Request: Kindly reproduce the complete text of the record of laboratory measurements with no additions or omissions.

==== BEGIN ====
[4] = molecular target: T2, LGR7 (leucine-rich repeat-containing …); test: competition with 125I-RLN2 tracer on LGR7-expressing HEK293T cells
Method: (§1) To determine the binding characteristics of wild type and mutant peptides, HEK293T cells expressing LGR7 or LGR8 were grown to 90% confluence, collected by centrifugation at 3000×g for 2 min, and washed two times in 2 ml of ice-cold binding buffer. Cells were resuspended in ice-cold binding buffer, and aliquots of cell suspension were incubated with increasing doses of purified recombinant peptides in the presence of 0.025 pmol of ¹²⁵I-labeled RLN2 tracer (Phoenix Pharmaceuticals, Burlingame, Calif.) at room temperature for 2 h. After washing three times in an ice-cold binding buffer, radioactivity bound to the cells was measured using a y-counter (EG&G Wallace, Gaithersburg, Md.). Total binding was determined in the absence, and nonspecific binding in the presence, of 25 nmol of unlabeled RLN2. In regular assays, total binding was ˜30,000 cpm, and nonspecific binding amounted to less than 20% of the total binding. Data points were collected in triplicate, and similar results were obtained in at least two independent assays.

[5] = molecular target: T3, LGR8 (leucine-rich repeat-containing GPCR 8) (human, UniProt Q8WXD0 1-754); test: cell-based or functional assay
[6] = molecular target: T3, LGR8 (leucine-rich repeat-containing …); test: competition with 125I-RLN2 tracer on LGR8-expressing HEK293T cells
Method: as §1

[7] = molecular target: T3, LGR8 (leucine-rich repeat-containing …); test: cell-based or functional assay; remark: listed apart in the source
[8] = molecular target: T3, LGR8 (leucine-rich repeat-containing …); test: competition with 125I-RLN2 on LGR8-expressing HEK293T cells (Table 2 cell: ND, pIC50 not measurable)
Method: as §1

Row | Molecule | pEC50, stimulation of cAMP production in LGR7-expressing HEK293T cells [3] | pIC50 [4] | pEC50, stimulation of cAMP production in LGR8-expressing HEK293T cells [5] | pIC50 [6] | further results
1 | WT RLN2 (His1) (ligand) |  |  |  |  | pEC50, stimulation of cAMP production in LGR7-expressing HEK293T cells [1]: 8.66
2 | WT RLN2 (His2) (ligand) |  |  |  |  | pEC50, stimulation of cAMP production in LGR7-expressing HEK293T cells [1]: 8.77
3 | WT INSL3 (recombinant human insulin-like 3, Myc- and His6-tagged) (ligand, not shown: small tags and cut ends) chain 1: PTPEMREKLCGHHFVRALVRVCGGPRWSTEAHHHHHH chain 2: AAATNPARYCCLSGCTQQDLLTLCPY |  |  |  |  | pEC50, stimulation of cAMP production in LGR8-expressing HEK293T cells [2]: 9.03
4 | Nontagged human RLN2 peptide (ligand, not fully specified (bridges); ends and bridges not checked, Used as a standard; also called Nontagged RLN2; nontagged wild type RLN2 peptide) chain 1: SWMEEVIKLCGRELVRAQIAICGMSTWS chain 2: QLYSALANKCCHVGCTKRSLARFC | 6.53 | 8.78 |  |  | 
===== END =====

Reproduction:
[4] = molecular target: T2, LGR7 (leucine-rich repeat-containing …); test: competition with 125I-RLN2 tracer on LGR7-expressing HEK293T cells
Method: (§1) To determine the binding characteristics of wild type and mutant peptides, HEK293T cells expressing LGR7 or LGR8 were grown to 90% confluence, collected by centrifugation at 3000×g for 2 min, and washed two times in 2 ml of ice-cold binding buffer. Cells were resuspended in ice-cold binding buffer, and aliquots of cell suspension were incubated with increasing doses of purified recombinant peptides in the presence of 0.025 pmol of ¹²⁵I-labeled RLN2 tracer (Phoenix Pharmaceuticals, Burlingame, Calif.) at room temperature for 2 h. After washing three times in an ice-cold binding buffer, radioactivity bound to the cells was measured using a y-counter (EG&G Wallace, Gaithersburg, Md.). Total binding was determined in the absence, and nonspecific binding in the presence, of 25 nmol of unlabeled RLN2. In regular assays, total binding was ˜30,000 cpm, and nonspecific binding amounted to less than 20% of the total binding. Data points were collected in triplicate, and similar results were obtained in at least two independent assays.

[5] = molecular target: T3, LGR8 (leucine-rich repeat-containing GPCR 8) (human, UniProt Q8WXD0 1-754); test: cell-based or functional assay
[6] = molecular target: T3, LGR8 (leucine-rich repeat-containing …); test: competition with 125I-RLN2 tracer on LGR8-expressing HEK293T cells
Method: as §1

[7] = molecular target: T3, LGR8 (leucine-rich repeat-containing …); test: cell-based or functional assay; remark: listed apart in the source
[8] = molecular target: T3, LGR8 (leucine-rich repeat-containing …); test: competition with 125I-RLN2 on LGR8-expressing HEK293T cells (Table 2 cell: ND, pIC50 not measurable)
Method: as §1

Row | Molecule | pEC50, stimulation of cAMP production in LGR7-expressing HEK293T cells [3] | pIC50 [4] | pEC50, stimulation of cAMP production in LGR8-expressing HEK293T cells [5] | pIC50 [6] | further results
1 | WT RLN2 (His1) (ligand) |  |  |  |  | pEC50, stimulation of cAMP production in LGR7-expressing HEK293T cells [1]: 8.66
2 | WT RLN2 (His2) (ligand) |  |  |  |  | pEC50, stimulation of cAMP production in LGR7-expressing HEK293T cells [1]: 8.77
3 | WT INSL3 (recombinant human insulin-like 3, Myc- and His6-tagged) (ligand, not shown: small tags and cut ends) chain 1: PTPEMREKLCGHHFVRALVRVCGGPRWSTEAHHHHHH chain 2: AAATNPARYCCLSGCTQQDLLTLCPY |  |  |  |  | pEC50, stimulation of cAMP production in LGR8-expressing HEK293T cells [2]: 9.03
4 | Nontagged human RLN2 peptide (ligand, not fully specified (bridges); ends and bridges not checked, Used as a standard; also called Nontagged RLN2; nontagged wild type RLN2 peptide) chain 1: SWMEEVIKLCGRELVRAQIAICGMSTWS chain 2: QLYSALANKCCHVGCTKRSLARFC | 6.53 | 8.78 |  |  | 